-pg. 168 of Islam and the Blackamerican by Sherman A. Jackson

    John Gray on "Progress"

    The core of the belief in progress is that human values and goals converge in parallel with our increasing knowledge. The twentieth century shows the contrary. Human beings use the power of scientific knowledge to assert and defend the values and goals they already have. New technologies can be used to alleviate suffering and enhance freedom. They can, and will, also be used to wage war and strengthen tyranny. Science made possible the technologies that powered the industrial revolution. In the twentieth century, these technologies were used to implement state terror and genocide on an unprecedented scale. Ethics and politics do not advance in line with the growth of knowledge — not even in the long run.
    John Gray, essay "Joseph Conrad, Our Contemporary" in Heresies

    Tariq Ramadan on dogmatism of "so-called modern, progressive thought"

    "Today we are witnessing an upsurge of unhealthy, ideology-driven movements. To affirm one’s convictions and respect others is no longer sufficient. Muslims are now being called upon to condemn the Qur’an, and to accept and promote homosexuality to gain entry into the modern world. Not only is such an attitude doomed to fail (the majority trends in both traditional and reformist Islam, as in other religions, will never waver on this question) but it also reveals a new dogmatism—and a whiff of colonialism, not to mention xenophobia—at the heart of so-called modern, progressive thought. Certain prominent intellectuals and lobbies have ordained a new form of political correctness; they would like to force everyone to be “open” or “liberal” in the same way. At first glance, this open, liberal thought would seem to warrant respect; but it reveals a troubling tendency to impose its own dogmas, leaving little or no room for the convictions of traditional philosophical, spiritual or religious world-views. Betraying the ultimate goal of modernity, which should help us manage freedom and diversity, we are now told that there is only one way to be free and modern. Both dogmatic and dogmatizing, this trend, in the name of liberal thought, is a dangerous one, and should alarm all women and all men, whether atheists, agnostics, Hindus, Buddhists, Jews, Christians or Muslims. It strikes at the very heart of our freedom of thought, of the most intimate aspects of our lives, of the ways we strive for social and intellectual emancipation."
    -Tariq Ramadan "Islam and Homosexuality"

    itunes U - "The Future of Islam" with Dr. Jackson and others

    I haven't really searched or used the itunes U before - it looks there's actually a great deal of lectures and classes available for free downloading and streaming (some in video, some in audio, some in both)

    There's a video of a lecture/panel discussion at the University of Michigan entitled "The Future of Islam" with Nasr Abu Zayd, Sherman Jackson, Ralph Williams.

    To search for it, I guess you have to have itunes

    Abdal-Hakim Murad: Bi-Focal Ability

    We do indeed need a bi-focal ability. It is, after all, a quality of the Antichrist that he sees with only one eye. An age of decadence, whether or not framed by an Enlightenment, is an age of extremes, and the twentieth century was, in Eric Hobsbawm’s phrase, precisely that. Islam has been Westernised enough, it sometimes appears, to have joined that logic. We are either neutralised by a supposedly benign Islamic liberalism that in practice allows nothing distinctively Islamic to leave the home or the mosque - an Enlightenment-style privatisation of religion that abandons the world to the morality of the market leaders and the demagogues. Or we fall back into the sensual embrace of extremism, justifying our refusal to deal with the real world by dismissing it as absolute evil, as kufr, unworthy of serious attention, which will disappear if we curse it enough.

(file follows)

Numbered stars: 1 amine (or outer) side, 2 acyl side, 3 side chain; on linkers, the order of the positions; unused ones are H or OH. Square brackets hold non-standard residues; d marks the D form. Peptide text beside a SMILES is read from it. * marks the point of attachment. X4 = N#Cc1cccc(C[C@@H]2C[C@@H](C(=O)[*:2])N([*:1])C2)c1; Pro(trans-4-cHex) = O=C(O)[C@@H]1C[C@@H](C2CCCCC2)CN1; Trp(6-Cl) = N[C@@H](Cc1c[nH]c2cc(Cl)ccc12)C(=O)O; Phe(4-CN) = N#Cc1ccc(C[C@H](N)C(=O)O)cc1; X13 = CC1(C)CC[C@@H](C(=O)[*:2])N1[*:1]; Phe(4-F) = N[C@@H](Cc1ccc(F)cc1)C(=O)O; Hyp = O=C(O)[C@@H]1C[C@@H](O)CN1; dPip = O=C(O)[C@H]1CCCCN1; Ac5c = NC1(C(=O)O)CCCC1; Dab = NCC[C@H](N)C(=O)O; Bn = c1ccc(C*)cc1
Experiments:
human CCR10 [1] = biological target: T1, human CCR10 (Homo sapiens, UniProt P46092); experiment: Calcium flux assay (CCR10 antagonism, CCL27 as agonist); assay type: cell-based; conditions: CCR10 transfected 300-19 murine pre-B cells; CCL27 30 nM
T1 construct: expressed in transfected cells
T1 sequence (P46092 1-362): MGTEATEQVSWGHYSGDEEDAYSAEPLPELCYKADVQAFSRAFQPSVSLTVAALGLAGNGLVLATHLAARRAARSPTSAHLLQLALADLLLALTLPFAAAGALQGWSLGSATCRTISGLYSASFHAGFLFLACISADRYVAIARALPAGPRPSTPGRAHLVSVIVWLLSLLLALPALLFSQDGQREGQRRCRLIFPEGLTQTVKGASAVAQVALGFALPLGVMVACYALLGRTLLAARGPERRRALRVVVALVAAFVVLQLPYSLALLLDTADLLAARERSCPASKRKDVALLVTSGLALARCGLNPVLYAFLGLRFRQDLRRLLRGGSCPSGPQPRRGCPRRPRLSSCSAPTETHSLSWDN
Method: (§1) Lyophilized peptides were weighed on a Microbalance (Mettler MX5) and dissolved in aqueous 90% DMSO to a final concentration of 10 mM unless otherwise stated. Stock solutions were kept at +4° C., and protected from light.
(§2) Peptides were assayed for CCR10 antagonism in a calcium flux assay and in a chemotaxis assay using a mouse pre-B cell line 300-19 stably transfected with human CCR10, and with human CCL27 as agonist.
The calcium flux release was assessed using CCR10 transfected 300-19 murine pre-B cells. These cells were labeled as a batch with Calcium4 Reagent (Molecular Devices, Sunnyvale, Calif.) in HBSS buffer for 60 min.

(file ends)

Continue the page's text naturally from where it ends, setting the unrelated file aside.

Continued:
-Abdal Hakim Murad: "Faith in the future: Islam after the Enlightenment"

    Monday, December 7, 2009

    Chris Hedges: Liberals are Useless

    "There is no breaking point. What is the breaking point? The criminal war of aggression in Iraq? The escalation of the war in Afghanistan? Forty-five thousand people dying a year because they can’t afford health insurance? The hollowing out of communities and sending the jobs to fascist and communist regimes overseas that know how to put the workers in their place? There is no breaking point. And when there is no breaking point you do not have a moral compass.”
    Read here

    Cornel West on Intellectual Marginality

    The "Muslim-American community" needs this message:

    "Afro-American thought must also remove itself from the uncritical elements of mainstream Afro-American life. This is not a geographical or existential removal, but an intellectual one which acknowledges the demand of the discipline. Any critical and creative activity requires a certain degree of marginality. Intellectual activity certainly flourishes best when one is on the margin, not in an ivory tower but resolutely outside the world of aimless chitchat and gossip."

    -pg. 24 of Cornel West's Prophecy Deliverance

    “No matter. Try again. Fail again. Fail better.” (Samuel Beckett)

    Chomsky speaks on U.S. imperialism

    Friday 4 December 2009 03:57am EST.

    by Claire Luchette

    According to Noam Chomsky, all U.S. leaders are schizophrenic.

    Chomsky, Professor Emeritus of Linguistics at the Massachusetts Institute of Technology, came to Columbia on Thursday to discuss hypocrisy and “schizophrenia” in American foreign policy from the early settlers to George W. Bush.

    Chomsky, often considered one of the fathers of modern linguistics, is also well known for his controversial criticism of the United States’ actions in international politics.